I wrote a story this past weekend about how the premiums offered on Indiana’s version of the Obamacare exchanges are among the 10 highest nationally.
The two reasons for this surprising fact, cited most by insurance and hospital experts, were 1) high prices by health care providers and 2) poor health among Hoosiers.
And there’s good evidence for both.
But what about a third factor—the fact that only four health insurance companies are even offering policies in Indiana’s Obamacare exchange.
That’s a far cry from the pre-Obamacare situation. A total of 17 health insurers that were selling individual policies in Indiana in 2010 have withdrawn from this market since then, according to data from the Indiana Department of Insurance.
On first glance, that seems significant. The U.S. Department of Health and Human Services noted in a September report—the same report that included the data on Indiana’s premiums relative to other states—that premiums tended to be lower in states where more insurers were participating.
“In the 36 states included in this analysis, states with the lowest average premium tend to have a higher average number of issuers offering qualified health plans,” stated the HHS report. “There are, on average, 8 issuers participating in the Marketplace in the states with average premiums in the lowest quartile, compared to an average of 3 issuers in states with average premiums in the highest quartile.”
But two factors that make me question this conclusion--at least for Indiana.
First, it seems to me that a fractured insurance market would give insurers less negotiating power over health care providers. And that would limit the pricing pressure those insurers could put on providers.
In Indiana, Anthem Blue Cross and Blue Shield claims about 60 percent of all individually insured customers, and a similar chunk of fully insured businesses. You would think Anthem would have a better chance here than in more fragmented markets to hold providers down on their prices. (Although, the evidence on provider prices, at least in Indianapolis and Kokomo, suggests Anthem--and all other insurers too--has failed to do this.)
A second factor is that the insurance companies did not know in advance how many other insurers would participate in the Obamacare exchanges (although, in Indiana, the race for the exits began pretty early after the passage of Obamacare). Also, the insurers had no way of seeing other insurers’ prices before they prepared their own applications.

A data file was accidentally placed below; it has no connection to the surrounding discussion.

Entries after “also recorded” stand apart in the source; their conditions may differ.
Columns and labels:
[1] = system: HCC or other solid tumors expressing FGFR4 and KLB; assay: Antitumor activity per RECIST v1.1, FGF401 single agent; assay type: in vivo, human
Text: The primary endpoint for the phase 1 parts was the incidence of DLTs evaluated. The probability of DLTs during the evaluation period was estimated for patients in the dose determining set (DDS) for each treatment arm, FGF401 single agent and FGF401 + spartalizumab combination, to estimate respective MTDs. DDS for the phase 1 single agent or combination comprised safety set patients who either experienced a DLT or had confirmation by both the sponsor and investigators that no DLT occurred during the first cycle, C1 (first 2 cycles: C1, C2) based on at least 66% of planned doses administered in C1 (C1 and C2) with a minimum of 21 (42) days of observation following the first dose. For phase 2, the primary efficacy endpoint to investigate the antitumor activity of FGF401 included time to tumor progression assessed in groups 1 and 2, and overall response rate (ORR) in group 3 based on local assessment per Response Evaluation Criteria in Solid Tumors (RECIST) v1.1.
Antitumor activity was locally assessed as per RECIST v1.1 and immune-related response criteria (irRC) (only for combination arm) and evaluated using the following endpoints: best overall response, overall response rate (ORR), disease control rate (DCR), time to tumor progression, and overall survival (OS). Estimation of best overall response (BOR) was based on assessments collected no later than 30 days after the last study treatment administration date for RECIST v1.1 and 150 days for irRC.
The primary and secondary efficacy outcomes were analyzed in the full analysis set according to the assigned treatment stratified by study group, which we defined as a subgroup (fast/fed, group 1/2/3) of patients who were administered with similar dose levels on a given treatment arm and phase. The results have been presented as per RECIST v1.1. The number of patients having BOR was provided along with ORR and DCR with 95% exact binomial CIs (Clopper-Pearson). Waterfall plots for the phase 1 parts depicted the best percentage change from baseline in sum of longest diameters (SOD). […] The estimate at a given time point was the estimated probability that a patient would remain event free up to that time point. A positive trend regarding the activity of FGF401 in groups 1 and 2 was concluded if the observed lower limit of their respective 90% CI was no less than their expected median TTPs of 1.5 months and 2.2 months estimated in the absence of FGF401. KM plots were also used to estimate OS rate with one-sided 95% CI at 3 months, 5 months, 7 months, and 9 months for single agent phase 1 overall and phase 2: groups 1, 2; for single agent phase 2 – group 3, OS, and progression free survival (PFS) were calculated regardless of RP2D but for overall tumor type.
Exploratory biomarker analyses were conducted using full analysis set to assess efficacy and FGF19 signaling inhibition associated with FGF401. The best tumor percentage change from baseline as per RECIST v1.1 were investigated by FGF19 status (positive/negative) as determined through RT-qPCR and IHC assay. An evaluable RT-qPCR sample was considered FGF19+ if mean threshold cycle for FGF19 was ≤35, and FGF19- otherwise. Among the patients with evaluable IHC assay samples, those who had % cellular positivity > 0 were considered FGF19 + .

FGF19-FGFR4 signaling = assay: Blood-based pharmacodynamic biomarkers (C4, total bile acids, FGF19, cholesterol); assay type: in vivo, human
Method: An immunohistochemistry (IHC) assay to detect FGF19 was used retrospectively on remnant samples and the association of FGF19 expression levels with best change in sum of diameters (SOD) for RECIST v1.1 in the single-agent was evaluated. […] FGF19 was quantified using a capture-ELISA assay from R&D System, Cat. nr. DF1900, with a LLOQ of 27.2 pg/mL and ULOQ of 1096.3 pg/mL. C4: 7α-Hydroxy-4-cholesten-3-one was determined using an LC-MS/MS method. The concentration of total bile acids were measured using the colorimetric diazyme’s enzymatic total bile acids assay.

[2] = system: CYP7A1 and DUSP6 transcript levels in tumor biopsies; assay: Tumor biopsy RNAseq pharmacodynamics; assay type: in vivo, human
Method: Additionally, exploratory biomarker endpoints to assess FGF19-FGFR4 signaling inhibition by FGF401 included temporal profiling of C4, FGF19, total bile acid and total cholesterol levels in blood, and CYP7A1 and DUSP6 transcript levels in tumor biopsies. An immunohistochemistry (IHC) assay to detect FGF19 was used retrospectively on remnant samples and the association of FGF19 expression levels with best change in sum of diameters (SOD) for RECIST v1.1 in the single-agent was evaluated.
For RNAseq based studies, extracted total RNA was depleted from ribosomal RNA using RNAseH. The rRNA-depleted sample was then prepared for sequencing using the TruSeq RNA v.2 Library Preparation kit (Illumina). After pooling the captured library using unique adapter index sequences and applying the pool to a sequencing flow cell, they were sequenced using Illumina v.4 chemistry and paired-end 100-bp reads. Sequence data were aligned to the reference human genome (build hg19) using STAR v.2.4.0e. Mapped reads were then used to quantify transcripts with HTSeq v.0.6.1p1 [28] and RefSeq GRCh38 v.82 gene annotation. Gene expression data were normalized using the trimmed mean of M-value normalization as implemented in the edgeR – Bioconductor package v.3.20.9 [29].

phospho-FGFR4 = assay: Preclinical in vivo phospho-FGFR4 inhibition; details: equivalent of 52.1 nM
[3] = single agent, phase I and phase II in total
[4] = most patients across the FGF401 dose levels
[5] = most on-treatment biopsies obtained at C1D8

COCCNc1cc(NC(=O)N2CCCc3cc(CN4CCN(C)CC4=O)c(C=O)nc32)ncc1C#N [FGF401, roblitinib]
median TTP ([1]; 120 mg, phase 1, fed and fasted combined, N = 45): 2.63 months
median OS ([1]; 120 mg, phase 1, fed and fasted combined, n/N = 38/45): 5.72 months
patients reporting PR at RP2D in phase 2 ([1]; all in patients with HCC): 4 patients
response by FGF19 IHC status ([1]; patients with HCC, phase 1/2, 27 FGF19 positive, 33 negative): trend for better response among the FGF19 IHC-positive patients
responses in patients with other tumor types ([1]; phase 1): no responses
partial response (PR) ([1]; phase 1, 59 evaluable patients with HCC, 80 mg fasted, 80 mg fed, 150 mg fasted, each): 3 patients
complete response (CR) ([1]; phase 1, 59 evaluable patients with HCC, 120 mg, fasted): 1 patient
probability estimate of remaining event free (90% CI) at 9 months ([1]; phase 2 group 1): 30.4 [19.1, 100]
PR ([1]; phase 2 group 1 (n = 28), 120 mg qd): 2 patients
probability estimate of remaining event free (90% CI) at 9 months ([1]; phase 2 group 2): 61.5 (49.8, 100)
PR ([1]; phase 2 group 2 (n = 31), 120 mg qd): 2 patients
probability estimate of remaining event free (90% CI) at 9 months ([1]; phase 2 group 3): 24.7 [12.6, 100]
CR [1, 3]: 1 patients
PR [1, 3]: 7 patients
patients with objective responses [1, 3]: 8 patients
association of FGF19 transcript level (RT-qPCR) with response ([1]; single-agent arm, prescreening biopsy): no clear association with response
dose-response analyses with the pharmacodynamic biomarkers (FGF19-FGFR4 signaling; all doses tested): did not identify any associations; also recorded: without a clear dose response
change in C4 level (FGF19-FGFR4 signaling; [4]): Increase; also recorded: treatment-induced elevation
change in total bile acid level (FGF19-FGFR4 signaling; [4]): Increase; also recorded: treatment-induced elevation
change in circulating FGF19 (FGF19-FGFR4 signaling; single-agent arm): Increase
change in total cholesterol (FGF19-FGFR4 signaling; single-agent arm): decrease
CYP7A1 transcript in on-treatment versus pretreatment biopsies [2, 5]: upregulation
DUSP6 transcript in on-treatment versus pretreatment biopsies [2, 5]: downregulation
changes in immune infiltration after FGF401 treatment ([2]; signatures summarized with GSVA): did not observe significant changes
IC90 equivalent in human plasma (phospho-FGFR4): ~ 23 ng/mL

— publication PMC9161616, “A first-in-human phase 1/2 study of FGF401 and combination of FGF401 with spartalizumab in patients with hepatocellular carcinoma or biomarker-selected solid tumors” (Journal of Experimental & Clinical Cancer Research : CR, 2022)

Now, in some states, such as Oregon, insurers resubmitted lower rates after seeing those offered by other insurers.
But here in Indiana, insurers appear to be pursuing mutually exclusive strategies. Anthem, for example, is focused on lower premiums compared with other insurers. Anthem President Rob Hillman said Anthem has viewed its real competition as coming not from other insurers, but from the modest penalties Obamacare will levy on Hoosiers for failing to buy health insurance.
Those taxes start at $95 per adult next year and can go no higher than 1 percent of a household’s income.
“Although the other [insurers] are going to participate on the exchange, they are not Anthem's competition,” Hillman said during the IBJ Health Care Power Breakfast last month. “The competition is the penalty.”
Meanwhile, MDwise Inc. is touting its “broad” network. MDwise’s exchange plan includes the state’s three largest hospital systems—Indiana University Health, St. Vincent Health and Franciscan St. Francis Health—whereas Anthem has excluded those systems from its exchange plan.
Anthem's exchange plan, in central Indiana, includes Community Health Network, most of the Suburban Health Organization hospitals, and Wishard Health Services. Documents filed by Anthem with the Indiana insurance department indicate that Anthem's "narrow network" is saving it about 9 percent from what it paid health care providers in previous years.
MDwise’s premiums are close to Anthem’s, but in most cases, not quite as low. One reason is that MDwise, which is owned by two hospital systems, wanted to keep consumers deductibles modest--around $1,500 for most of its policies--in order to protect the finances of the hospitals. Anthem's deductibles tend to run higher than that.
"So it's not so exorbitant that we're going to have a lot of bad debt and charity care down at the hospital," explained MDwise CEO Charlotte MacBeth in an Oct. 8 presentation.
Perhaps having more insurers competing would have allowed more of them to pursue a low-price strategy against Anthem. But given Anthem’s insistence on getting the lowest discounts a health care provider gives, it’s hard to see how that would have worked out in fact.
As a result, I didn’t cite competition as a factor in my story. What do you think? Should I have?